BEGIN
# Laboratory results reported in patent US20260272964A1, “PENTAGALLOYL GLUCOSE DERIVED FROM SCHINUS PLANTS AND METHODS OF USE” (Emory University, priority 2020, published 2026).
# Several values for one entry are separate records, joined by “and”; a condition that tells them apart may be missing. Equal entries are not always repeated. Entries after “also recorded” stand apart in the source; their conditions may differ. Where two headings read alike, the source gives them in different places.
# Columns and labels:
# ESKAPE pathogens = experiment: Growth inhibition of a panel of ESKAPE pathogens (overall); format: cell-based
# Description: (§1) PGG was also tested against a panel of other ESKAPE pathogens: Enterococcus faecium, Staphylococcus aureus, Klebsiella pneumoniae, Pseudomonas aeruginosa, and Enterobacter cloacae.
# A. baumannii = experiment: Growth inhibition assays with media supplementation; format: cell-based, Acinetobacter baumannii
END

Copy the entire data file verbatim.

# Laboratory results reported in patent US20260272964A1, “PENTAGALLOYL GLUCOSE DERIVED FROM SCHINUS PLANTS AND METHODS OF USE” (Emory University, priority 2020, published 2026).
# Several values for one entry are separate records, joined by “and”; a condition that tells them apart may be missing. Equal entries are not always repeated. Entries after “also recorded” stand apart in the source; their conditions may differ. Where two headings read alike, the source gives them in different places.
# Columns and labels:
# ESKAPE pathogens = experiment: Growth inhibition of a panel of ESKAPE pathogens (overall); format: cell-based
# Description: (§1) PGG was also tested against a panel of other ESKAPE pathogens: Enterococcus faecium, Staphylococcus aureus, Klebsiella pneumoniae, Pseudomonas aeruginosa, and Enterobacter cloacae.
# A. baumannii = experiment: Growth inhibition assays with media supplementation; format: cell-based, Acinetobacter baumannii